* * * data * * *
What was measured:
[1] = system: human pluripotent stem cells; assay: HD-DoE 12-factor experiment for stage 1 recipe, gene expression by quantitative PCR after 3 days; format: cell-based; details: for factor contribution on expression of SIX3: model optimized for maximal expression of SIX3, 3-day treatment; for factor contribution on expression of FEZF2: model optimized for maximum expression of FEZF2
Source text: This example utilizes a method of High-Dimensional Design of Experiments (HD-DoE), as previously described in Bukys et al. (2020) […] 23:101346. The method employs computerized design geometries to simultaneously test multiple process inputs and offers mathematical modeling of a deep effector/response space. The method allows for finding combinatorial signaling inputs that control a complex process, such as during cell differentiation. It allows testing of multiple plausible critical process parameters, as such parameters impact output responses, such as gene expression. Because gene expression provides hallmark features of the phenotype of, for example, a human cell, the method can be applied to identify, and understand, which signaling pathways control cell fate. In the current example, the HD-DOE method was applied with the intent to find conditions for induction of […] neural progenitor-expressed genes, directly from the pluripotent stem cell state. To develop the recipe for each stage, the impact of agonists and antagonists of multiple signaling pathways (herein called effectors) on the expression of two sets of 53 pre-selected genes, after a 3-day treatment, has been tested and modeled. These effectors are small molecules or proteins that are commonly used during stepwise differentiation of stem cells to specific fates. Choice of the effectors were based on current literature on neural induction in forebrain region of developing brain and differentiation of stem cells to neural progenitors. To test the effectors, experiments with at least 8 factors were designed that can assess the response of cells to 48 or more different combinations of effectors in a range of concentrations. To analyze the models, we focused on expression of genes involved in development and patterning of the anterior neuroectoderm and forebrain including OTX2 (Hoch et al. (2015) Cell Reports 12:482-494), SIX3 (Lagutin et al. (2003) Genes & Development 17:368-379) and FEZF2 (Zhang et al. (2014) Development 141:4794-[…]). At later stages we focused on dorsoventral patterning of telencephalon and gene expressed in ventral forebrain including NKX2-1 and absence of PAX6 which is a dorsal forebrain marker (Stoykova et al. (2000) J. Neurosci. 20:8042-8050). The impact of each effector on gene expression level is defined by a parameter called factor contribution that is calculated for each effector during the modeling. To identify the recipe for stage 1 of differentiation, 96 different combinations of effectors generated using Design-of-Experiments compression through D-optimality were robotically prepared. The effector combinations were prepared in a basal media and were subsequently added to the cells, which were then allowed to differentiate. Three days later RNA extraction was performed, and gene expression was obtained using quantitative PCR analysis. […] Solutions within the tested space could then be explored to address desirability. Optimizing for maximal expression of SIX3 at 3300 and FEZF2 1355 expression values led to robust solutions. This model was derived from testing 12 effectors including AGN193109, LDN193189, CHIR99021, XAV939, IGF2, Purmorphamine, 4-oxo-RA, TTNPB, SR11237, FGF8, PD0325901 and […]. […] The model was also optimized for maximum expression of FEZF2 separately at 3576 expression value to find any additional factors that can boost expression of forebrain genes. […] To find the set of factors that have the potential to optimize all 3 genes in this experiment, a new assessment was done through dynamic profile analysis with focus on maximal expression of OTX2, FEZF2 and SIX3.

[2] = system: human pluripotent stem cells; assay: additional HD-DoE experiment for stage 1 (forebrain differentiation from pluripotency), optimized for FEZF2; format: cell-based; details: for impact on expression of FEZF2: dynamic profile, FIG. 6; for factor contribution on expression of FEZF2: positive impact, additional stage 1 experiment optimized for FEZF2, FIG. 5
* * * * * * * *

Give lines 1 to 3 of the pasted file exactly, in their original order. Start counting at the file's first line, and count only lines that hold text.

What was measured:
[1] = system: human pluripotent stem cells; assay: HD-DoE 12-factor experiment for stage 1 recipe, gene expression by quantitative PCR after 3 days; format: cell-based; details: for factor contribution on expression of SIX3: model optimized for maximal expression of SIX3, 3-day treatment; for factor contribution on expression of FEZF2: model optimized for maximum expression of FEZF2
Source text: This example utilizes a method of High-Dimensional Design of Experiments (HD-DoE), as previously described in Bukys et al. (2020) […] 23:101346. The method employs computerized design geometries to simultaneously test multiple process inputs and offers mathematical modeling of a deep effector/response space. The method allows for finding combinatorial signaling inputs that control a complex process, such as during cell differentiation. It allows testing of multiple plausible critical process parameters, as such parameters impact output responses, such as gene expression. Because gene expression provides hallmark features of the phenotype of, for example, a human cell, the method can be applied to identify, and understand, which signaling pathways control cell fate. In the current example, the HD-DOE method was applied with the intent to find conditions for induction of […] neural progenitor-expressed genes, directly from the pluripotent stem cell state. To develop the recipe for each stage, the impact of agonists and antagonists of multiple signaling pathways (herein called effectors) on the expression of two sets of 53 pre-selected genes, after a 3-day treatment, has been tested and modeled. These effectors are small molecules or proteins that are commonly used during stepwise differentiation of stem cells to specific fates. Choice of the effectors were based on current literature on neural induction in forebrain region of developing brain and differentiation of stem cells to neural progenitors. To test the effectors, experiments with at least 8 factors were designed that can assess the response of cells to 48 or more different combinations of effectors in a range of concentrations. To analyze the models, we focused on expression of genes involved in development and patterning of the anterior neuroectoderm and forebrain including OTX2 (Hoch et al. (2015) Cell Reports 12:482-494), SIX3 (Lagutin et al. (2003) Genes & Development 17:368-379) and FEZF2 (Zhang et al. (2014) Development 141:4794-[…]). At later stages we focused on dorsoventral patterning of telencephalon and gene expressed in ventral forebrain including NKX2-1 and absence of PAX6 which is a dorsal forebrain marker (Stoykova et al. (2000) J. Neurosci. 20:8042-8050). The impact of each effector on gene expression level is defined by a parameter called factor contribution that is calculated for each effector during the modeling. To identify the recipe for stage 1 of differentiation, 96 different combinations of effectors generated using Design-of-Experiments compression through D-optimality were robotically prepared. The effector combinations were prepared in a basal media and were subsequently added to the cells, which were then allowed to differentiate. Three days later RNA extraction was performed, and gene expression was obtained using quantitative PCR analysis. […] Solutions within the tested space could then be explored to address desirability. Optimizing for maximal expression of SIX3 at 3300 and FEZF2 1355 expression values led to robust solutions. This model was derived from testing 12 effectors including AGN193109, LDN193189, CHIR99021, XAV939, IGF2, Purmorphamine, 4-oxo-RA, TTNPB, SR11237, FGF8, PD0325901 and […]. […] The model was also optimized for maximum expression of FEZF2 separately at 3576 expression value to find any additional factors that can boost expression of forebrain genes. […] To find the set of factors that have the potential to optimize all 3 genes in this experiment, a new assessment was done through dynamic profile analysis with focus on maximal expression of OTX2, FEZF2 and SIX3.